How Blockchain Applications Will Get Deployed
The blockchain applications market is unravelling along a segmentation of activity that is spread along two sets of variables: private vs. public blockchains, and new vs. existing business models.
This combination of options yields 4 different outcomes.
First let me explain the segment variables, and then we’ll dive into their intersects.
Public vs. private
That’s typically the first order of decision choice for a given blockchain application. The key characteristic of public blockchains is that they are permissionless, which means that any user can join, either anonymously or with a known identity. Public blockchains are almost like the public Internet which is open and widely accessible. If you can get on the Internet, you will likely be able to get on a public blockchain, via a specific application.
As of now, public blockchains are not interoperable with each other, nor have seamless end-user flow characteristics between them. User identification and credentialing exist at the application level, not at the blockchain level. For example, a given application user is not a user of Bitcoin, or of Ethereum. They are a user of a certain software application that uses one of these two chains. A quasi-interoperability exists only at the currency exchange level, but in the near future, we will see common identity systems that could be used across blockchain applications (e.g. via OneName, uPort or Netki).
On the opposite side of public blockchains, private blockchain implementations are gaining popularity within organizations that are not comfortable relying on these new public infrastructures, for a variety of reasons. Private blockchains have pros and cons: they are faster at processing transactions, but as of today, they are more difficult to deploy and configure, in addition to the required complexity of integration within legacy systems.
New vs. Existing Models
This is an important distinction pertaining to the “purpose” of the given technology or application, and this classification is not always obvious initially. When a given application is targeting an existing large organization, it is most likely that the technology is supporting existing models, and not disrupting them.
In my opinion, one of the most exciting potentials of the blockchain relate to creating new business models; whether in public or in private settings. In most of these cases, the new models don’t care for incumbents, because they are mostly on a disruption quest.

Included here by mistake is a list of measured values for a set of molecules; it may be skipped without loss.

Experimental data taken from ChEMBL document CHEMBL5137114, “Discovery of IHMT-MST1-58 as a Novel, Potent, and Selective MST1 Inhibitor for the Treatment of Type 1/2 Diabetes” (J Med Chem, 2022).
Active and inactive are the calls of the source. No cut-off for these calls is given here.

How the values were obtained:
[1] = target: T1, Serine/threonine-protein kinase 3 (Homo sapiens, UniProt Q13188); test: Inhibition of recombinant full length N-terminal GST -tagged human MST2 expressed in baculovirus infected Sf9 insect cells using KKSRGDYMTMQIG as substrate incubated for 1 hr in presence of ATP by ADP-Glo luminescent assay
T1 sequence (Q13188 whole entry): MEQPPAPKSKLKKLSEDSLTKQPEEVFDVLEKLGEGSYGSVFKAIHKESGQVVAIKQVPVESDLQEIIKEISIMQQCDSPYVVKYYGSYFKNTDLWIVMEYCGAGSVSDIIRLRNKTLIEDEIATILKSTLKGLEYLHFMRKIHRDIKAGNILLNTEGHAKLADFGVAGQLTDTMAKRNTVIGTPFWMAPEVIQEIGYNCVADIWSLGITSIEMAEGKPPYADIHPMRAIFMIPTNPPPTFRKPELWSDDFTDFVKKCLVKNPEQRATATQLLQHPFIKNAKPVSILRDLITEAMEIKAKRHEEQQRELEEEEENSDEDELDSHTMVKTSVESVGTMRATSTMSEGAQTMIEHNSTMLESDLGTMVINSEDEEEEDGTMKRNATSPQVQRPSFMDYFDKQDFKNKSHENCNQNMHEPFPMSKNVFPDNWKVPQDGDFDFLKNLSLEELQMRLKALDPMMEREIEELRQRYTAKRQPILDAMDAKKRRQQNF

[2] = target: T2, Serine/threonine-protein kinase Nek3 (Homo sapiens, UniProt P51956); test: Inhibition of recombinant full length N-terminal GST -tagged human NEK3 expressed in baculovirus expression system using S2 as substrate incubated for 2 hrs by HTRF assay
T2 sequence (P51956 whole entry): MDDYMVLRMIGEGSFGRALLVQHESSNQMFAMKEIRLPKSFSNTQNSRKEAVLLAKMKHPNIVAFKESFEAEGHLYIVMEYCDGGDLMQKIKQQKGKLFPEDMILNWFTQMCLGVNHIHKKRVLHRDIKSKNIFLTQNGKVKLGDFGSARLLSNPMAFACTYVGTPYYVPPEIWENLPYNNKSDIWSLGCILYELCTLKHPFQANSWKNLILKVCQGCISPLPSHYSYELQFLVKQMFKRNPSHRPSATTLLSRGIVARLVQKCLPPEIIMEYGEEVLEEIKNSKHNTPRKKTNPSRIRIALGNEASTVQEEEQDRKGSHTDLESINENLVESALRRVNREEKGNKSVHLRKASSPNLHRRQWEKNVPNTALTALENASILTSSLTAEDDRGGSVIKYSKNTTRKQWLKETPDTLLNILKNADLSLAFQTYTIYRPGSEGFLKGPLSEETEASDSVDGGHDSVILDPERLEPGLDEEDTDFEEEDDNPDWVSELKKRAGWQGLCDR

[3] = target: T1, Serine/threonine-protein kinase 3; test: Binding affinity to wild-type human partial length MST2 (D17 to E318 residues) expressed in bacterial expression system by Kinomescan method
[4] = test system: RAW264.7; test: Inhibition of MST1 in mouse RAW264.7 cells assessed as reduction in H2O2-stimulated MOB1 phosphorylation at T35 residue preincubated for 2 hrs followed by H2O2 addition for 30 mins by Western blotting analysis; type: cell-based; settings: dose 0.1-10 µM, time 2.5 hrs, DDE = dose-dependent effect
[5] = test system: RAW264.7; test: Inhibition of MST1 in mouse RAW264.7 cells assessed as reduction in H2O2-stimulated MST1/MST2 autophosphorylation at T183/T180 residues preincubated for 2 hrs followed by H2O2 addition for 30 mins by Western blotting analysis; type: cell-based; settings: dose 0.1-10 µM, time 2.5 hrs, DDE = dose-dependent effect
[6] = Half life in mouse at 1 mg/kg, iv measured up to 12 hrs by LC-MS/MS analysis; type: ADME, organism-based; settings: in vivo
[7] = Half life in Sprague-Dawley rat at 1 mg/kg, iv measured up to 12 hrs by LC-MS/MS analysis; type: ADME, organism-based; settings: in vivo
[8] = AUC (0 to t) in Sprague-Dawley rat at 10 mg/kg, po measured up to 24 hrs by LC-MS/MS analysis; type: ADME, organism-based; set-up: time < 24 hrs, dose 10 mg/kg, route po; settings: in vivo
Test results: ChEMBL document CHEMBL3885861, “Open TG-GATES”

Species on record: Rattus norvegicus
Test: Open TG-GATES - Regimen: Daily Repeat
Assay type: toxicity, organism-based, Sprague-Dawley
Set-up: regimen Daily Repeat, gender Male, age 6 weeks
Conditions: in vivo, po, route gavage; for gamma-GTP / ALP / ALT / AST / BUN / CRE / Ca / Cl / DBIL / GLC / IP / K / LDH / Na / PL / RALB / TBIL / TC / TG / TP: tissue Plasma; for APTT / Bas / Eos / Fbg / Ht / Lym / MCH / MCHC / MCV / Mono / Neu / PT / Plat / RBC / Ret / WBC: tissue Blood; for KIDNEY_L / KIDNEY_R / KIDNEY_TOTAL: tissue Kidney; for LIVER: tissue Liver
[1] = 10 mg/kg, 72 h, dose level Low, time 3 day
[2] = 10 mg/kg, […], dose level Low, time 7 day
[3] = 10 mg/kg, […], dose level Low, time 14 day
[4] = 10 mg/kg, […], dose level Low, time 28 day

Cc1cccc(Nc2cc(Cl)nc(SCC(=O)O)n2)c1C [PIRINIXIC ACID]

Supporting existing models doesn’t re-invent or disrupt an industry or organization, but it may make them stronger, more resilient, or give them a needed facelift. No wonder, the initial primary examples from this category are in the financial services industry where organizations are more interested in using the blockchain to streamline their processes than to disrupt them.
Analyzing the Intersections
We have 4 permutations:
- Creating New Business Models with Public Blockchains
- Creating New Business Models with Private Blockchains
- Supporting Existing Models with Public Blockchains
- Supporting Existing Models with Private Blockchains
In the following graph, I’ve entered a sample of company examples, for illustrative purposes only. Of course, there are many others.
A few observations about this.
Few incumbents will succeed in deploying blockchain applications to enable new business models. The innovator’s dilemma will prevail. Even if they aspire to, they must first get their feet wet within their business boundaries.
In the new business models category, the starting point is zero users. Applications need to acquire users, one at a time. In many cases, a new user behavior is part of the experience, and there is a bottoms-up adoption that takes place.
If a startup is going after existing organizations as their key customers (Existing Models X Private segment), they need to realize that their success will be bound by the speed of implementation that these companies adopt.
The top left segment, “New Business Models X Public” is the equivalent of a new world, not unlike the Web economy’s. It will be the most difficult segment to grow initially because a large number of technology services that are underlying these applications are native to the blockchain, e.g. identity, payments, transactions validation, arbitration, decision-making, storage, messaging, etc. The bar is higher, but once all these elements are in place, then the sailing will be smoother.
When comparing these 4 categories, there is no good or bad blockchain applications segment. There are benefits to be realized for each one of them, although the type of innovation and implementation tactics will be different, and we need to keep an open mind that the boundaries between these segments will likely blur into the future.
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Independent researcher and consultant, Tech Writer at Blockchain Technology. From Italy